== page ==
August 2014

Medical Marijuana Dispensary May Open in Dogpatch

Keith Burbank

Robert Watson shared his plans to open a medical cannabis dispensary, the neighborhood’s first, at last month’s meeting of the Dogpatch Neighborhood Association (DNA). He hopes to be in business by shortly after the end of the year, and expects to see perhaps 25 patients a day. Watson intends to name the business Dogpatch Collective. 

“We want it to be warm, welcoming and safe,” Watson told the View. The shop is slated to be located at 2544 Third Street, a 1,600 square foot space. Watson wants it to be a model for other dispensaries. “Be the hood ornament,” as a consultant told him. While he doesn’t have any experience operating a dispensary, his family has been farming for four generations, he’s educated himself in the use of medical cannabis, and he himself relies on medical marijuana. “There are some people out there that have abused this,” Watson said. 

While the first dispensary, Watson’s is the second marijuana operation that’s planning to open in Dogpatch. A cultivation shop is being developed at Indiana and 25th streets, suggesting that local wags may soon rename the community “Weedpatch.”

Products at Watson’s store will be sold in childproof containers, each with a bar code. The dispensary will verify whether the doctor prescribing the medicine is in good standing with the state medical board, and will call each doctor’s office to confirm that the prescription is correct. Neither combustion nor consumption will take place onsite. And “nothing but air” will be “leaving this space,” Watson said. The ventilation system will be on the building’s roof, and will be quieter than a conversation, he said. 

DNA members seemed okay with Watson’s plans, though no vote was taken on whether to support the dispensary. One resident asked whether the shop’s two security guards will carry guns. The guards will be members of the Special Patrol Police, a quasi-public, privately-paid police force structured legally under the San Francisco Police Department (SFPD) and in the City Charter. The force supports and supplements policing and safety services by the police department. Although the guards will be licensed to carry guns, whether they will is “still up in the air,” Watson said.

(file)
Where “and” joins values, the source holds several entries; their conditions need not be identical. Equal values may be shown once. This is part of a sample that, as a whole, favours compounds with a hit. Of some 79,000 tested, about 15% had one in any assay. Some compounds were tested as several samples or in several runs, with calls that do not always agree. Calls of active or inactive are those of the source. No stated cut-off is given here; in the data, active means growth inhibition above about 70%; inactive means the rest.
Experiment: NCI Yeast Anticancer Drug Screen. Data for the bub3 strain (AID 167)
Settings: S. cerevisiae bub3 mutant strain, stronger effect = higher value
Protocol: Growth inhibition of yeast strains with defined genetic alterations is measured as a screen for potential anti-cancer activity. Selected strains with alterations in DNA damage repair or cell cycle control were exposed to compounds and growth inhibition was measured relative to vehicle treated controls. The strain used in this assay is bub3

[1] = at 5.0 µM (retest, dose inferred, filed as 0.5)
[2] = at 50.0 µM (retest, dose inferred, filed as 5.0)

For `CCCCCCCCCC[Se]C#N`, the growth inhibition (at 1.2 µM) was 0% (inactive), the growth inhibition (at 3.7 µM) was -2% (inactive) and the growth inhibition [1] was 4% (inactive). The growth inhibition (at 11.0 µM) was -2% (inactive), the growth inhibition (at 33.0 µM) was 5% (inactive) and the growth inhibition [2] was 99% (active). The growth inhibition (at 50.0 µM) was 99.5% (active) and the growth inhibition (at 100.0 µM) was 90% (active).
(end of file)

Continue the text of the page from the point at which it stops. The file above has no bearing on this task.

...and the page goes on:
Guards will be onsite from 9 a.m. to 9 p.m. daily. In addition to watching the entry, they’ll survey the immediate area outside the store. At opening and closing, a guard will escort staff in and out of the building. Cameras will be installed inside and outside the shop, which SFPD will have access to. Neighbors will be able to view a special web portal to monitor activity around the dispensary. 

Watson wants the store to be open seven days a week, from 10 a.m. to 8 p.m. Each of the three to five employees — including one manager on duty at all times, one intake associate and one to three service personnel — will have to pass a background check. The dispensary will offer only organic cannabis; Watson said he’d be surprised if the store features as many as 10 products, which should meet the needs of most patients, though as the availability of organic products increases more lines might be added. 

The San Francisco Department of Public Health permits, regulates and inspects medical cannabis dispensaries; operators must obtain permits through the department’s environmental health section. Watson has applied for approval from the San Francisco Planning Commission; he’ll have to receive approvals from other City departments before he can open.

 “We hope we can be a nice addition to the neighborhood,” Watson said. 


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